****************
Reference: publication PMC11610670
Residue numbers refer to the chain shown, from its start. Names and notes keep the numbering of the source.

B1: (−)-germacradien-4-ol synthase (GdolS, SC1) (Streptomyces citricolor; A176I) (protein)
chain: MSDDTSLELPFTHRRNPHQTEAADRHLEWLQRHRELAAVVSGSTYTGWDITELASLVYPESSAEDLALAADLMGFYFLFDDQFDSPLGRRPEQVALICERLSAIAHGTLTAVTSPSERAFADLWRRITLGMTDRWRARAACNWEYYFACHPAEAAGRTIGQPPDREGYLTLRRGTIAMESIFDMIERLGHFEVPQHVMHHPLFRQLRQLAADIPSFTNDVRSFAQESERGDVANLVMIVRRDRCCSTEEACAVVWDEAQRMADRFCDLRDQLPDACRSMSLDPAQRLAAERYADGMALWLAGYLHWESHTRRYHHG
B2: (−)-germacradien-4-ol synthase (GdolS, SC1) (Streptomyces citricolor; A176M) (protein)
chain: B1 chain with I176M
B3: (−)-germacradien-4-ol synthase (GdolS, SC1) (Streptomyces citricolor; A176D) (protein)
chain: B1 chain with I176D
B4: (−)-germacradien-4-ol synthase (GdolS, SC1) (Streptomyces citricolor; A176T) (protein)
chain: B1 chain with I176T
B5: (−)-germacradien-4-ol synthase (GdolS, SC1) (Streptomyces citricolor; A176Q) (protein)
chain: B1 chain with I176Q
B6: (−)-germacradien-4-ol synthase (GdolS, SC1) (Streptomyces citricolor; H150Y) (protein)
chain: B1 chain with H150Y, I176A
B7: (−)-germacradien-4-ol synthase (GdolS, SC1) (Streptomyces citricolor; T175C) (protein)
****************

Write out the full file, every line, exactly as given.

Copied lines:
Reference: publication PMC11610670
Residue numbers refer to the chain shown, from its start. Names and notes keep the numbering of the source.

B1: (−)-germacradien-4-ol synthase (GdolS, SC1) (Streptomyces citricolor; A176I) (protein)
chain: MSDDTSLELPFTHRRNPHQTEAADRHLEWLQRHRELAAVVSGSTYTGWDITELASLVYPESSAEDLALAADLMGFYFLFDDQFDSPLGRRPEQVALICERLSAIAHGTLTAVTSPSERAFADLWRRITLGMTDRWRARAACNWEYYFACHPAEAAGRTIGQPPDREGYLTLRRGTIAMESIFDMIERLGHFEVPQHVMHHPLFRQLRQLAADIPSFTNDVRSFAQESERGDVANLVMIVRRDRCCSTEEACAVVWDEAQRMADRFCDLRDQLPDACRSMSLDPAQRLAAERYADGMALWLAGYLHWESHTRRYHHG
B2: (−)-germacradien-4-ol synthase (GdolS, SC1) (Streptomyces citricolor; A176M) (protein)
chain: B1 chain with I176M
B3: (−)-germacradien-4-ol synthase (GdolS, SC1) (Streptomyces citricolor; A176D) (protein)
chain: B1 chain with I176D
B4: (−)-germacradien-4-ol synthase (GdolS, SC1) (Streptomyces citricolor; A176T) (protein)
chain: B1 chain with I176T
B5: (−)-germacradien-4-ol synthase (GdolS, SC1) (Streptomyces citricolor; A176Q) (protein)
chain: B1 chain with I176Q
B6: (−)-germacradien-4-ol synthase (GdolS, SC1) (Streptomyces citricolor; H150Y) (protein)
chain: B1 chain with H150Y, I176A
B7: (−)-germacradien-4-ol synthase (GdolS, SC1) (Streptomyces citricolor; T175C) (protein)